The Polygon Ethereum Layer 2 Scaling Protocol (MATIC) is conducting performance tests of zero-knowledge consolidation technology (zk consolidations) prior to full integration with its mainnet.
Development of the technology, called the Polygon zkEVM (Ethereum Virtual Machine), has been ongoing for more than three years by the Polygon Hermez team. The team has already confirmed that zero-knowledge proofs are possible on Ethereum, by generating over 12,000 zk proofs on a major version of the zkEVM testnet.
David Schwartz, Polygon zkEVM and PolygonID project lead, explained the development of the functionality in correspondence with Cointelegraph. Layer 2 platforms have continued to evolve and improve functionality, which has played a key role in driving Ethereum’s scalability.
As he explained, zero-knowledge stacks have increased the speed at which Layer 2 platforms can achieve purpose while ensuring secure validation of transactions with zero-knowledge technology. In blockchain terms, finality is the point at which a block of transactions is considered to have been permanently and irreversibly added to the blockchain:
“Finally, we have zkEVM, like Polygon zkEVM, which offer all of the above plus the equivalency to the Ethereum Virtual Machine with its advanced methods of zk-STARK and zk-SNARK.”
According to Schwartz, Polygon zkEVM includes the first full EVM-equivalent zkProver source code available, passing all Ethereum vector tests by more than 99%. He described completing the validity tests for mainstream user transactions as “the most challenging and rewarding endeavor” since his team began developing their native zkEVM.
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Two years ago, the Polygon team estimated that developing zk rollups with EVM support would take up to ten years. Given the advances made, the team describes zkEVM as the end game, combining advances with Layer 2 scalability and fast finality. This offers a host of benefits to users by adding higher performance and lower fees.
Cointelegraph also questioned the difference between Polygon zkEVM and StarkNet’s proprietary ZK-SNARK and ZK-STARK technology, Ethereum’s Layer 2 scaling network. As previously reported, ZK-STARKS (Zero-Knowledge Scalable Transparent Argument of Knowledge) primarily increases scalability by pooling thousands of transactions with a single test to confirm on-chain validity.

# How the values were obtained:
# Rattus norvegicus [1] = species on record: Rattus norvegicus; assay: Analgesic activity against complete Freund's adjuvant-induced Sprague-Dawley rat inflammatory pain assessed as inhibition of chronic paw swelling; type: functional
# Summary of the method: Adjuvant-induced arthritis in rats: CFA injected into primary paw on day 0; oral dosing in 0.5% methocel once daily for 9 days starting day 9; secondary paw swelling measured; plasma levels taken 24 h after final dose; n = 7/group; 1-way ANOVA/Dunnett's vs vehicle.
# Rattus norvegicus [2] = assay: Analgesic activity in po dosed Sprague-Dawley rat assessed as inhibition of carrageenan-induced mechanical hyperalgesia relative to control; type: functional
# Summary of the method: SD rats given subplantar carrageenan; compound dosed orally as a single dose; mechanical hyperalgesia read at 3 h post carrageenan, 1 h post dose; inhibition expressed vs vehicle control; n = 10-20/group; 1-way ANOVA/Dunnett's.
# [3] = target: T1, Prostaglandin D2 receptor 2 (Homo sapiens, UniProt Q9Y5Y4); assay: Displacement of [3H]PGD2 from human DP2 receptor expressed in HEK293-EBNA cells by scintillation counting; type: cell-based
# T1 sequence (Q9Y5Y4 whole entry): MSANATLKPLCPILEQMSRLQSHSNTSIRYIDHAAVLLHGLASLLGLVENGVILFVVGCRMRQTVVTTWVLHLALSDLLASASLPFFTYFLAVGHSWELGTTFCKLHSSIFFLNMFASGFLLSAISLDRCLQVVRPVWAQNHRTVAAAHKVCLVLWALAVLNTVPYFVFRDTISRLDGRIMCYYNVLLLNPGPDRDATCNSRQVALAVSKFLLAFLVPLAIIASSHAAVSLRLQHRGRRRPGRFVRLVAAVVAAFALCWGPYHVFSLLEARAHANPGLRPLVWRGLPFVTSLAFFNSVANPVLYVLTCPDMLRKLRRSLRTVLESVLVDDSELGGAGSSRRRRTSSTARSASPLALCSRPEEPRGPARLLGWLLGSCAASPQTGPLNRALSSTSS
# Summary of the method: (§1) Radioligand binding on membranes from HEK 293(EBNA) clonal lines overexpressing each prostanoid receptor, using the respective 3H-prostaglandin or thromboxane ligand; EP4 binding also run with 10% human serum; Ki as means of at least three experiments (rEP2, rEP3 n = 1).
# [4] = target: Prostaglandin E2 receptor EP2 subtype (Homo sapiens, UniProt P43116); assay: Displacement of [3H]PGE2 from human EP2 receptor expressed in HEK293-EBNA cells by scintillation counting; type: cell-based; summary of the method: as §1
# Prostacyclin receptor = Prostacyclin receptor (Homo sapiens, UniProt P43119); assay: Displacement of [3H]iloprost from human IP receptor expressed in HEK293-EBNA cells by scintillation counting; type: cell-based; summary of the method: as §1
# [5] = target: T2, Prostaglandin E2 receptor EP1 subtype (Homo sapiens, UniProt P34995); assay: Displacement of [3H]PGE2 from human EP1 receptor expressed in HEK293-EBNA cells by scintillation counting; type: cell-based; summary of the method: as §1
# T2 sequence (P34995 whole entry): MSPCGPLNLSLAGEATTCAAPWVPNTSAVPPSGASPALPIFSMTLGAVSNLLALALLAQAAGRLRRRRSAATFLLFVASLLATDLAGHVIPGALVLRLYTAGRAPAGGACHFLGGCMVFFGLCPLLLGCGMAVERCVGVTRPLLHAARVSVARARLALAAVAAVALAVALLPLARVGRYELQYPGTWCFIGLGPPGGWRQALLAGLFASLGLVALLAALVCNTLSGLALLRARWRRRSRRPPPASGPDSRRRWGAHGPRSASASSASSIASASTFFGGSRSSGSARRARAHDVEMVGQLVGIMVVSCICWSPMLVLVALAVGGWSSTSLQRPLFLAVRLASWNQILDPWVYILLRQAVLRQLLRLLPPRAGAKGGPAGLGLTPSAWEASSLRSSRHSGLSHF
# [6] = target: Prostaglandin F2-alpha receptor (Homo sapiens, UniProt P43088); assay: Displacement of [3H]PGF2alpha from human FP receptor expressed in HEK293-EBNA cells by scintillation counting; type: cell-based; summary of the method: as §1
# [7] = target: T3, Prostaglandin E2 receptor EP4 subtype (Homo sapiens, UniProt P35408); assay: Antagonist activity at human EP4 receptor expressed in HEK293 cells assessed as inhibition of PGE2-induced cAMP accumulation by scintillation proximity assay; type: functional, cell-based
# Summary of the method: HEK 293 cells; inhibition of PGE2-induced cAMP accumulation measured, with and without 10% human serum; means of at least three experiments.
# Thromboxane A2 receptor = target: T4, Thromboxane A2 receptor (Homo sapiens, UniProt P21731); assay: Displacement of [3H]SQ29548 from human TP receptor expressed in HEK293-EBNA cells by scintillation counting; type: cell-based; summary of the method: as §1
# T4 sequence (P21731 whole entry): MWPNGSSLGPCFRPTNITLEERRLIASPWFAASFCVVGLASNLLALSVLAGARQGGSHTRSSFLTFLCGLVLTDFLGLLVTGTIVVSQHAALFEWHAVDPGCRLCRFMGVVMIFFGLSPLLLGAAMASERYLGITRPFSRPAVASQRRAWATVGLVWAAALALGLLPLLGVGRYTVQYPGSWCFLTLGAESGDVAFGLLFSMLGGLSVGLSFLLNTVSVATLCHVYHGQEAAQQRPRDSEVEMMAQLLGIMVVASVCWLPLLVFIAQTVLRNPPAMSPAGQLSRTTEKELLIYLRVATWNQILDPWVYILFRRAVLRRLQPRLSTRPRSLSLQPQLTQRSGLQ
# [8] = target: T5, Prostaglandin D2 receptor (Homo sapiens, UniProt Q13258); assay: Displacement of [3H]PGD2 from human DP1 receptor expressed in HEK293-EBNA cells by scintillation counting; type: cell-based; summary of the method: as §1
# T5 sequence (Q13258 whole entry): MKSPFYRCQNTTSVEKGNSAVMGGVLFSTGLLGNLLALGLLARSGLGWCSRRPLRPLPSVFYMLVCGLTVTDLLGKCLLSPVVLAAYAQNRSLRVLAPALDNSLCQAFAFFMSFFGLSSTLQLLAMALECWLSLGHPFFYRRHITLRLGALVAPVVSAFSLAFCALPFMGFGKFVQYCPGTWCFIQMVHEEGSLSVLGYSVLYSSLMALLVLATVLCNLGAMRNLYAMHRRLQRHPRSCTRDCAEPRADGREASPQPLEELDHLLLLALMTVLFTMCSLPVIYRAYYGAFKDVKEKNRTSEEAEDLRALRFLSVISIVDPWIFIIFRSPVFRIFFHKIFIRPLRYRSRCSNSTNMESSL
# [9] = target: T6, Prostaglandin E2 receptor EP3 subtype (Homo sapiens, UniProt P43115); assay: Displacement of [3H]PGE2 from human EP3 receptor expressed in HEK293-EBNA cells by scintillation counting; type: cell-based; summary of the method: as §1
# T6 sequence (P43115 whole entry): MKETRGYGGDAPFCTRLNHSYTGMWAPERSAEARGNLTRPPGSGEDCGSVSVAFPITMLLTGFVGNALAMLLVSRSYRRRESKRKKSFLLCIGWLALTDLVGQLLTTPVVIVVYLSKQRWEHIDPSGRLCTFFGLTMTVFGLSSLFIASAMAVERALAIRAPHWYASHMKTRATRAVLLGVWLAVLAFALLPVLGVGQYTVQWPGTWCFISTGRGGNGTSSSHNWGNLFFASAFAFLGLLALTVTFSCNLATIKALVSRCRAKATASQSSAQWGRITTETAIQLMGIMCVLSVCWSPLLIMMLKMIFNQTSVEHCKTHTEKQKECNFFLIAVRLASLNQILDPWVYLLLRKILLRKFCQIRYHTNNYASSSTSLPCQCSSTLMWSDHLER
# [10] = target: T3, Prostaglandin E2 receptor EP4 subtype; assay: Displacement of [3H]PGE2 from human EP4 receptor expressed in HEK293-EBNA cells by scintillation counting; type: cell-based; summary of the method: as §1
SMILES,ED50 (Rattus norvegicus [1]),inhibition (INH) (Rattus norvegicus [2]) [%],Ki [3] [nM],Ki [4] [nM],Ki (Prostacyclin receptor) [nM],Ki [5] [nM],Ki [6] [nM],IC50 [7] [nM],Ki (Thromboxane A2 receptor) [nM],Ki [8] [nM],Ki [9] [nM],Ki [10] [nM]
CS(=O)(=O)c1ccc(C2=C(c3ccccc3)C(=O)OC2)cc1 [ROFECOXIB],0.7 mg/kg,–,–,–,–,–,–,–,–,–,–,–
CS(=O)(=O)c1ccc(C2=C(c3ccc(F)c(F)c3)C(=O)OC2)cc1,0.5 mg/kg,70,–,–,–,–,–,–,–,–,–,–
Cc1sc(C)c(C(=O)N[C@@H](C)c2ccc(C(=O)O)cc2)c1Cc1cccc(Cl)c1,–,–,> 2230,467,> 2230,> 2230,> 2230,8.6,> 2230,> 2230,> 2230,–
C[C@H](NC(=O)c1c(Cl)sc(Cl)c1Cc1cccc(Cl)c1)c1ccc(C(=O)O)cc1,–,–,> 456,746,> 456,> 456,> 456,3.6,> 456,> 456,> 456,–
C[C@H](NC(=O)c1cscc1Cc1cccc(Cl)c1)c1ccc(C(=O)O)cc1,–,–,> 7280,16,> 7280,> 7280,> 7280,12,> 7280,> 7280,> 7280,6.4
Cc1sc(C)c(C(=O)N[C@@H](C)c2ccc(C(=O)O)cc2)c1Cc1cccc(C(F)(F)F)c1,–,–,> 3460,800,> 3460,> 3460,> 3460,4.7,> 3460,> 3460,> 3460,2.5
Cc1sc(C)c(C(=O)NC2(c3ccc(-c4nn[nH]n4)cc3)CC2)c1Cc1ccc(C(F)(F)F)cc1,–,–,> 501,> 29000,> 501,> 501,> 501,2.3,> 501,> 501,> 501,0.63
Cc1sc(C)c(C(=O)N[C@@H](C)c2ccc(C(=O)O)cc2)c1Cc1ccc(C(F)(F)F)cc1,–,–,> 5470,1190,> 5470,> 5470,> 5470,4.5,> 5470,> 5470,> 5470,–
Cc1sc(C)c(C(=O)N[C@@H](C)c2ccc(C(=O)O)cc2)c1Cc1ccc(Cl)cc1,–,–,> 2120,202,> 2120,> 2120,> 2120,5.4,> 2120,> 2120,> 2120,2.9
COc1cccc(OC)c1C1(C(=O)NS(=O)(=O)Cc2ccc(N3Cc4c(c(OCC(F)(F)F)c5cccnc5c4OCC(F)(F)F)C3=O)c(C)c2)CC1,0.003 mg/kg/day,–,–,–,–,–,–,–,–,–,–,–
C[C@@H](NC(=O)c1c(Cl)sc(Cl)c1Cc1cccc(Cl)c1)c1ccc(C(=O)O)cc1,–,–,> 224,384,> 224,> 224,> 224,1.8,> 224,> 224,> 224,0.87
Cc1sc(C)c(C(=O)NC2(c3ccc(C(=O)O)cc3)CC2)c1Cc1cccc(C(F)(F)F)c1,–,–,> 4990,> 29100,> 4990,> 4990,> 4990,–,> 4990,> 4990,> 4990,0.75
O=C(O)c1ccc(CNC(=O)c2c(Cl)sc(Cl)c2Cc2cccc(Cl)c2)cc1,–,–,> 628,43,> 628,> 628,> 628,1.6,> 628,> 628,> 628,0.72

Related: What Ethereum Merge Means for Blockchain Layer 2 Solutions
Schwartz said the main difference between the projects is that zkEVM focuses on natively scaling the Ethereum ecosystem rather than other zk-rollups that only scale transactions and improve performance on a different virtual machine format.
Polygon’s approach aims to comply with the classification of a type 2 zkEVM described by Ethereum co-founder Vitalik Buterin in August 2022. According to Buterin’s summary, type 2 zkEVMs are intended to be fully compatible with existing applications, but they make minor modifications to Ethereum to make development easier. and faster test generation. Schwartz added:
“In contrast, StarkNet positions itself as Type 4, introduces a new high-level language, and requires transpilers to translate the robustness code into their language.”
At the same time, Schwartz welcomed the opportunity to have more benchmarks and source code available from other projects to learn from different approaches. Activity on Ethereum Layer 2 solutions continues to grow, with blockchain data showing Arbitrum and Optimism transaction volume dwarfed transactions on the Ethereum mainnet through 2023.
This post Polygon tests zero-knowledge builds, mainnet integration input
was published first on https://cointelegraph.com/news/polygon-tests-zero-knowledge-rollups-mainnet-integration-inbound